ADDICTION treatment centre Tabor Group is reviewing its practices after a report called for an end of the use of a confrontation method known as the “hot seat.”
Tabor Group, along with the HSE, commissioned the external evaluation by Trinity College, which was the first evaluation of the Minnesota Model (Tabor Group’s Treatment Model) ever completed in Ireland.
The report recommended the discontinuation of a confrontational counselling practice that included verbal abuse stating that “research now indicates... has been associated with higher dropout and relapse rates, weaker therapeutic alliance and less client change.”
Clients who were interviewed for the report were quoted in the document as saying: “there could be two or three counsellors there and they’re saying things to you like you’re a nasty person... really horrible and then they get the group to come at you as well and you just have to sit there and take it. They can be calling you every name.”
According to Prof Joe Barry and Dr Jo Hanna Ivers, who carried out the report, confrontation was not a technique used within the original Minnesota Model and the “tough love” approach was removed in a re-evaluation of the model as it was viewed as “too harsh and disrespectful.”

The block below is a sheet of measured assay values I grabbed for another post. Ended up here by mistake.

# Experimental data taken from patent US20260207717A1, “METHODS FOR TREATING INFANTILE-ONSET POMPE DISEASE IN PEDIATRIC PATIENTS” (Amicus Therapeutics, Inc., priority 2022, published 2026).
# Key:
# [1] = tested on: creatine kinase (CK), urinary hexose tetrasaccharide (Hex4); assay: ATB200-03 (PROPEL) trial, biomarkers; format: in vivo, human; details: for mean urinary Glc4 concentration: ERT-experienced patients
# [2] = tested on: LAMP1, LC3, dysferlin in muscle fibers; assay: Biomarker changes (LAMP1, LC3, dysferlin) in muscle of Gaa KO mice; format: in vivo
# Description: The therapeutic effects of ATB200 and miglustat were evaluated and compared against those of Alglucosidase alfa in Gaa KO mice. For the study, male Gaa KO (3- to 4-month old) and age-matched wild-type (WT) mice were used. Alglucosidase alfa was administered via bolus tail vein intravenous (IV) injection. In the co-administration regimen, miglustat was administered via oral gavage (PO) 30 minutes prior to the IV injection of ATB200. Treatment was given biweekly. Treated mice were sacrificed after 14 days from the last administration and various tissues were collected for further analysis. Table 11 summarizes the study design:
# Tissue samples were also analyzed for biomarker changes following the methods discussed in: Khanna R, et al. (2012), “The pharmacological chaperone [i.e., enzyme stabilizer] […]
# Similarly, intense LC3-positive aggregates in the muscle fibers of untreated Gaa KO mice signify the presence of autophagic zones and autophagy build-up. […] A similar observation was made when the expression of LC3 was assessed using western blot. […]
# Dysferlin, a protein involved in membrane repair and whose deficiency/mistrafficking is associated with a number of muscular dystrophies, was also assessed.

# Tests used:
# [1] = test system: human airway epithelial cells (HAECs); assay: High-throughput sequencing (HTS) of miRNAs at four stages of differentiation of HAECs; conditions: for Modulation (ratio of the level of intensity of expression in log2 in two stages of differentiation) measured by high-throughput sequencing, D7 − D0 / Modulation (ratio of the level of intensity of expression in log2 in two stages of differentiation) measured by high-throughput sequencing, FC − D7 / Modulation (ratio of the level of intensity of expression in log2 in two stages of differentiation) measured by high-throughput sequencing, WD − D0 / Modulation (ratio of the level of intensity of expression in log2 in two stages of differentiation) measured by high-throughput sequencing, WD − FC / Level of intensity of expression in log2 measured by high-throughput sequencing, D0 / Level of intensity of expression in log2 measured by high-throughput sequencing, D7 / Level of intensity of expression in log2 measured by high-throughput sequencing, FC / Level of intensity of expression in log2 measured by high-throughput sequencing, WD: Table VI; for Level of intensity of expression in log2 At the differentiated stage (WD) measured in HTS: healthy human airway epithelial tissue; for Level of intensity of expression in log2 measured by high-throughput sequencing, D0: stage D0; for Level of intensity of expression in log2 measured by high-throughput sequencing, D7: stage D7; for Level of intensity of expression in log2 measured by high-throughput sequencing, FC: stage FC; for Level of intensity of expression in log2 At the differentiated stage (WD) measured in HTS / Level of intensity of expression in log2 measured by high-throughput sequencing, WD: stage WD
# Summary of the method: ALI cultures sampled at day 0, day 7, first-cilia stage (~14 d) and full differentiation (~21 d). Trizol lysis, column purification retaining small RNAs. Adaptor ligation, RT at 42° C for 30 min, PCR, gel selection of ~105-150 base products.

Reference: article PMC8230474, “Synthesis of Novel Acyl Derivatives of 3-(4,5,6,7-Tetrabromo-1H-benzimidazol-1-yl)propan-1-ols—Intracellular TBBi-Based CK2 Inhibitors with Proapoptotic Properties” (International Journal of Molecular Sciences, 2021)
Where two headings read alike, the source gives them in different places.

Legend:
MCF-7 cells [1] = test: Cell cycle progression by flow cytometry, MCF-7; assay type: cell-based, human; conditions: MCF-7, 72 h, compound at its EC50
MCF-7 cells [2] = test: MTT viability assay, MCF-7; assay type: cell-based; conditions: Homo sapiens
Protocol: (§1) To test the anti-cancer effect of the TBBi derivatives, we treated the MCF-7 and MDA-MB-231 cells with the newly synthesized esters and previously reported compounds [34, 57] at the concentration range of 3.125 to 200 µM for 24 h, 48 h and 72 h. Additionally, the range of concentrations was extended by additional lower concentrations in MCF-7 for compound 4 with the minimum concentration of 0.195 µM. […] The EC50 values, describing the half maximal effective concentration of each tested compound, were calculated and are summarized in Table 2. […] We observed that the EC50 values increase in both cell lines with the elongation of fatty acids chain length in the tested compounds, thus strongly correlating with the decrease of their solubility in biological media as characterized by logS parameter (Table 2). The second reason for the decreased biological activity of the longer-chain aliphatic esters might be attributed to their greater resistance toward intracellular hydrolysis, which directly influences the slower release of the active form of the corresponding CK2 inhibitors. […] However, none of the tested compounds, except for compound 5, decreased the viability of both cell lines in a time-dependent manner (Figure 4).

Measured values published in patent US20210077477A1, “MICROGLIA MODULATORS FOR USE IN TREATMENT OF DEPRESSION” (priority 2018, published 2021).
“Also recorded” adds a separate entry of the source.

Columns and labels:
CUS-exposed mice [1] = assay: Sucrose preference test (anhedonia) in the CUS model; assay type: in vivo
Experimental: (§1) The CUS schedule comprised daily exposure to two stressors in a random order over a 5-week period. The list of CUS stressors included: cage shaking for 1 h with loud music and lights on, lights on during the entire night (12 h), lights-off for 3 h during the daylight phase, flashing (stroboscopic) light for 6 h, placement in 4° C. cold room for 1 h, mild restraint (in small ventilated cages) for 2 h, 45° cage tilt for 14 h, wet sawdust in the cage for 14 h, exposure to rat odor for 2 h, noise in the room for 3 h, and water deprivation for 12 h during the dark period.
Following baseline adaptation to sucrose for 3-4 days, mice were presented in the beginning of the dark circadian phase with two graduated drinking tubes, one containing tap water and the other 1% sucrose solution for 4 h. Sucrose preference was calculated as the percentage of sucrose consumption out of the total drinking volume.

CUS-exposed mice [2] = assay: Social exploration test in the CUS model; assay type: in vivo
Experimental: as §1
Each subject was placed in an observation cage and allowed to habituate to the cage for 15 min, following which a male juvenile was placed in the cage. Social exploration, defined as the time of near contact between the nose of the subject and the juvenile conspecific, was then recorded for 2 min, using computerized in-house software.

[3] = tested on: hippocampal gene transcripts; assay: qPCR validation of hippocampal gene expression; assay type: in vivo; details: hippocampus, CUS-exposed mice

Speaking to the Evening Echo Clinical Director of the Tabor Lodge Addiction Treatment Centre, Mick Devine, said he was pleased with the review carried out by Trinity, which made 15 recommendations. He said: “It gives us very clear indicators about how we should adapt to become more effective in meeting emerging needs.”
Over 57 people were interviewed for the report, ranging from clients, staff, stakeholders and others.
Mr Devine said that the client’s description of the centre and criticisms of the use of confrontation was beneficial.
“It gives us a very clear report about how we are seen and what changes we need to make to become more effective going forward.
“The report has produced 15 recommendations and the board of Tabor Group have adopted each of the 15 recommendations and much work has already been done in the implementation of these recommendations and this work will be ongoing throughout 2019.”
In terms of the “hot seat” Mr Devine said: “It is widely accepted in the field of alcohol and drug addiction that the outcome for clients is better, if they begin to realise there are negative consequences to their addiction. However, the client must engage in this process in an open and willing manner. This will happen best in a respectful and open therapeutic relationship with registered addiction counsellors.”